Concussions and Their Impact on Sports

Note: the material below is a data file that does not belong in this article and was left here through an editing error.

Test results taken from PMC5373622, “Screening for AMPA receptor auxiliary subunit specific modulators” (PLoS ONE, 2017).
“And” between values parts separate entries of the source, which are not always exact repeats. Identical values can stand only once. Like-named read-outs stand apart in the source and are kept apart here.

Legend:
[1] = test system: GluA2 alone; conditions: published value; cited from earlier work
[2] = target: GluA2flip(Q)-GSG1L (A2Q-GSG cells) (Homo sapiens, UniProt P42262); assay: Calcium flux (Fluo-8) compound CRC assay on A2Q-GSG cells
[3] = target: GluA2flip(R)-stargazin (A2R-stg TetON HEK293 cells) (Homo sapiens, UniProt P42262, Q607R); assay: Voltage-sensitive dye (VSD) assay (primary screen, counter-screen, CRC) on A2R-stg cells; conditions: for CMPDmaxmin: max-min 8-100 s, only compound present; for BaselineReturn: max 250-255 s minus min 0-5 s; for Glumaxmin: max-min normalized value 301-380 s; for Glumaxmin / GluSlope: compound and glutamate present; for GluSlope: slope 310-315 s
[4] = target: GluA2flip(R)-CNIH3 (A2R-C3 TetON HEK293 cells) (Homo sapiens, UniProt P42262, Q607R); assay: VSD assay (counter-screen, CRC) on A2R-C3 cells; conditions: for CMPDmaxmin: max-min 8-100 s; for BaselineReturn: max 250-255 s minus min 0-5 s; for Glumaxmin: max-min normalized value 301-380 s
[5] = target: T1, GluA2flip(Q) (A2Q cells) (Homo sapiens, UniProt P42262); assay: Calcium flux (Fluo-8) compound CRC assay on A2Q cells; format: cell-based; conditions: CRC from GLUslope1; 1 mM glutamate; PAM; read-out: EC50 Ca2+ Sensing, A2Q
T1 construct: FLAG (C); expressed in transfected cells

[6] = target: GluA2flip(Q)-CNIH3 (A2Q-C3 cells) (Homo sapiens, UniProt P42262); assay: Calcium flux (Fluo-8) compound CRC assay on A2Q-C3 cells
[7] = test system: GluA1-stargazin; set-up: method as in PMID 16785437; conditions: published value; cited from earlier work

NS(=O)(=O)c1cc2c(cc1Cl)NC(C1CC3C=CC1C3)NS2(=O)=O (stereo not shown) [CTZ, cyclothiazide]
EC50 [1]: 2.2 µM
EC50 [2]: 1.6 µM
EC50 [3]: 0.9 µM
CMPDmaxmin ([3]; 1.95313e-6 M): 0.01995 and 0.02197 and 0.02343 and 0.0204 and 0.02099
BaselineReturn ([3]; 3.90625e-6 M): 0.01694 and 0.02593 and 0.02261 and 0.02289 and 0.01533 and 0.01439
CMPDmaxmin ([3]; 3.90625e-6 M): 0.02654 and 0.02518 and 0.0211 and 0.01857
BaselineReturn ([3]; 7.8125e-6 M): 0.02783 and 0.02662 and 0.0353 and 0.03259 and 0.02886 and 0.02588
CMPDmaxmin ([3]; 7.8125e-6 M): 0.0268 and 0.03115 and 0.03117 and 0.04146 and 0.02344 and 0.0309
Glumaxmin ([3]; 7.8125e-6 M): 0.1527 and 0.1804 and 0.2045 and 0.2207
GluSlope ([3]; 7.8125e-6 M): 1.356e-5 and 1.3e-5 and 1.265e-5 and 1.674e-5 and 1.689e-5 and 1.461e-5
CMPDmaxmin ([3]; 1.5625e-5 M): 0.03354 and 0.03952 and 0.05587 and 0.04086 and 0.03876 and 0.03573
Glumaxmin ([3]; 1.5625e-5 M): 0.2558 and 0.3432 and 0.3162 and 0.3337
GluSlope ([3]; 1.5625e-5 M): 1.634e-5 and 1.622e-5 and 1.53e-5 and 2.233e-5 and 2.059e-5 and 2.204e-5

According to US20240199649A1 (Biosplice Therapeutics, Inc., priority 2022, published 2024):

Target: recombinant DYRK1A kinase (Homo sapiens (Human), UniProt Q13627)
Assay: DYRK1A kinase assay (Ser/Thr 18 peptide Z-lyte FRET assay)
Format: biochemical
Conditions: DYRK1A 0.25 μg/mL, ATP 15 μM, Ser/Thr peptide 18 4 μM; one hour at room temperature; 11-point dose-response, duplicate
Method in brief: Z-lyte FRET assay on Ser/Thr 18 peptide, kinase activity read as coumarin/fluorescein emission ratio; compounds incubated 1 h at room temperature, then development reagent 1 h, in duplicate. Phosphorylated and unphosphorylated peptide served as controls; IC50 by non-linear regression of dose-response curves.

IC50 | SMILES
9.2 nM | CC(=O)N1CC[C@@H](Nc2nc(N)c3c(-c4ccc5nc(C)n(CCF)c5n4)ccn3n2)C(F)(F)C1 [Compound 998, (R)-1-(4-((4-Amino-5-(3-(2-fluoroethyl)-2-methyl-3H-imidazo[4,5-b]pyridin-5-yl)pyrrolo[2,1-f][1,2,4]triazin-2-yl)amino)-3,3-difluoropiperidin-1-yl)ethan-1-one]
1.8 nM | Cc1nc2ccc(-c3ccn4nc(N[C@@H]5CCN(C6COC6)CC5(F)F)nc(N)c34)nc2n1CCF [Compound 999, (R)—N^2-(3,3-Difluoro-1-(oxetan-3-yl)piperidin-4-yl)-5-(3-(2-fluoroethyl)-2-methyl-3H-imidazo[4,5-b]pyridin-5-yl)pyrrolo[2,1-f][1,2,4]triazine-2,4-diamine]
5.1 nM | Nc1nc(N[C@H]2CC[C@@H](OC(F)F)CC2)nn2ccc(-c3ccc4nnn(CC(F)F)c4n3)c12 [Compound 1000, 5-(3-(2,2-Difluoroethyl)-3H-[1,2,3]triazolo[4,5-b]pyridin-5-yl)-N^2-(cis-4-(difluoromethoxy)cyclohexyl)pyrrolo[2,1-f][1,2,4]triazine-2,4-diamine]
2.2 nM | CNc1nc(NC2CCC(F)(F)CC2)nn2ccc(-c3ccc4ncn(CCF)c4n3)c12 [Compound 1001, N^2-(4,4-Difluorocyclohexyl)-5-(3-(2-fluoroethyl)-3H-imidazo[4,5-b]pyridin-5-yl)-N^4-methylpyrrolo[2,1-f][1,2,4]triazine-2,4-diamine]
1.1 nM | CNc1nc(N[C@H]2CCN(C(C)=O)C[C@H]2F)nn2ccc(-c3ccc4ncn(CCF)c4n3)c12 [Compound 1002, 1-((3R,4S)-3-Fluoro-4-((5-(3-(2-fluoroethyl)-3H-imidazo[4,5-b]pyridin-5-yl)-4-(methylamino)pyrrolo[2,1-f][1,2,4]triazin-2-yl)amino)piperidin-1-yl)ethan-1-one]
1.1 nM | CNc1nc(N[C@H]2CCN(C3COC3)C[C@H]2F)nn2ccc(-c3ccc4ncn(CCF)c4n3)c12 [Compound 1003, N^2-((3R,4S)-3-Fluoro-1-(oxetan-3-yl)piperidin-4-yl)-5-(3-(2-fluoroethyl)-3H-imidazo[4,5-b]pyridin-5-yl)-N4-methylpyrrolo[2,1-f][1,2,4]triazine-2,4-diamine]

Concussions occur in every sport and lately have become a controversial topic within the field of sports. Concussion symptoms are usually noticeable but some symptoms are more subtle. If a player decides to continue playing with a concussion or has a concussion history the consequences can be detrimental to their health and overall well-being for the rest of their lives. Because of the increase of concussions due to sport activity many states including New York have passed laws containing the following three aspects. Athletes must be removed from play if they are suspected of having suffered a concussion; athletes are required to obtain written medical authorization before returning to physical activity; and some form of concussion education is required, typically for coaches, parents and athletes. In the first article Sports-Related Concussions on the Rise in Kids the symptoms of concussions are shown and risk of multiple concussions. The symptoms of a concussion are dizziness, confusion, slurred speech, fatigue and nausea. Unfortunately some symptoms aren’t noticed until days after the injury these include memory or concentration problems, light and noise sensitivity, sleep disturbances, irritability, and depression. The one problem is if a kid suffers a concussion even a mild one he or she isn’t even aware of and then suffers another there’s a chance of a brain damage. “The AAP recommends that kids who have multiple concussions consider giving up contact sports for good.” Problem with that recommendation is what number is the correct number where that should be enforced is it two, four or seven. Parents have to make the decision though ultimately even though their child may love the game they play. For 10-year-old Mick Jones of Nashville, Tenn., the number was three. His doctor told me he would not give him a recommendation," Jones says. "He said the risk for long-term injury was just too great and I agreed. Kids...
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